My Close Friend and Roommate Relapsed - What Should I Do?



It is an unfortunate fact that relapse is common among those in early sobriety. Due to this frequency, it is more likely than not that you will eventually be faced with a situation where a close friend, perhaps even a roommate at your sober home, has relapsed and disclosed this fact to you. How can you best help your friend recover from this slip while protecting your own sobriety in the process?


First and foremost, if the individual who relapsed is a roommate of yours in a sober living facility, you need to advise them to own up to their mistake and confess to your house manager. You may be hesitant to insist on this point, and your friend will certainly be resistant to the idea, but it is important to both of your success in sobriety that you practice rigorous honesty in this moment. Any attempt to sweep this relapse under the rug can easily cause both of you to spiral out of control and destroy the progress you’ve made in recovery thus far. While it is true your friend will have to depart the sober home, albeit temporarily, yours and their honesty will contribute positively to your respective recovery programs, and most house managers tend to be forgiving of those who own up to their mistakes rather than wait for a failed drug test to be found out.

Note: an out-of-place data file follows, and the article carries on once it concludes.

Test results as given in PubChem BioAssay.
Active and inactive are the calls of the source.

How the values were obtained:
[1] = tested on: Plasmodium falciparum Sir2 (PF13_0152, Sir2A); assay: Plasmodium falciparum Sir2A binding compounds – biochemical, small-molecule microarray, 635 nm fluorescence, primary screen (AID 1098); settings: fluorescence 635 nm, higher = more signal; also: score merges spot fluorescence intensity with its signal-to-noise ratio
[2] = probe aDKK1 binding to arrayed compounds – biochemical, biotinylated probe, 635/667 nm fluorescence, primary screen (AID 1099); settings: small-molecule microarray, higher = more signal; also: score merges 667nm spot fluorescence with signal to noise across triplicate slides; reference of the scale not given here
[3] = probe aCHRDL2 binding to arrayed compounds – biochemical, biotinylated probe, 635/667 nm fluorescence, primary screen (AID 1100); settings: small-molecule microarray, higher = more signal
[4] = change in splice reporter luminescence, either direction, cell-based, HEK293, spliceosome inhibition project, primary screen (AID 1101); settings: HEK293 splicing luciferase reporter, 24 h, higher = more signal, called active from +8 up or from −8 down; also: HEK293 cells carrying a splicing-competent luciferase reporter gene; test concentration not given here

Now that we’ve addressed the integrity of your sober living environment, the next step is getting your friend the help and support they need to return to a path of sobriety. Depending on the severity and duration of their relapse, a return to detox and inpatient residential treatment may be advisable. Your sponsor likely has the requisite experience and knowledge necessary to offer an opinion regarding whether or not this is necessary, so you should absolutely engage with him or her regarding this issue. You are also likely feeling emotional as you do not want to see your friend suffer at the hands of active addiction, so a conversation with your sponsor is even more important. Have your friend call their sponsor as well so they can receive advice and support from this trusted advisor and confidant. Remind your friend that everyone has his or her best interests at heart, and all you want for them is a happy life in sobriety.


Relapse is often a part of recovery, and because of this prevalence you should prepare yourself to handle the relapse of a friend or roommate during your early recovery. These events do not have to be devastating to you or the person who used, so long as you take decisive action early on and nip the behavior in the bud before it blossoms into full-blown daily substance abuse. You should not feel disloyal to your friend for disclosing their relapse to those who should be aware of it such as your sober house management - this action could end up saving your friend’s life as they will be confronted with the reality of their mistake and encouraged to correct it. Above all else, remind your friend that your actions come from a place of caring and concern, and that for the sake of your sobriety and for their well-being this relapse cannot be kept secret. Once their sobriety is restored and they are thinking clearly again, it would not be surprising if they thank you for taking action and saving them from the horror of active addiction.


If you are ready to take this first step, whether you are still in residential treatment or have recently completed treatment, call our Admissions Counselors today at 833-818-3031 and continue building on your progress in recovery.


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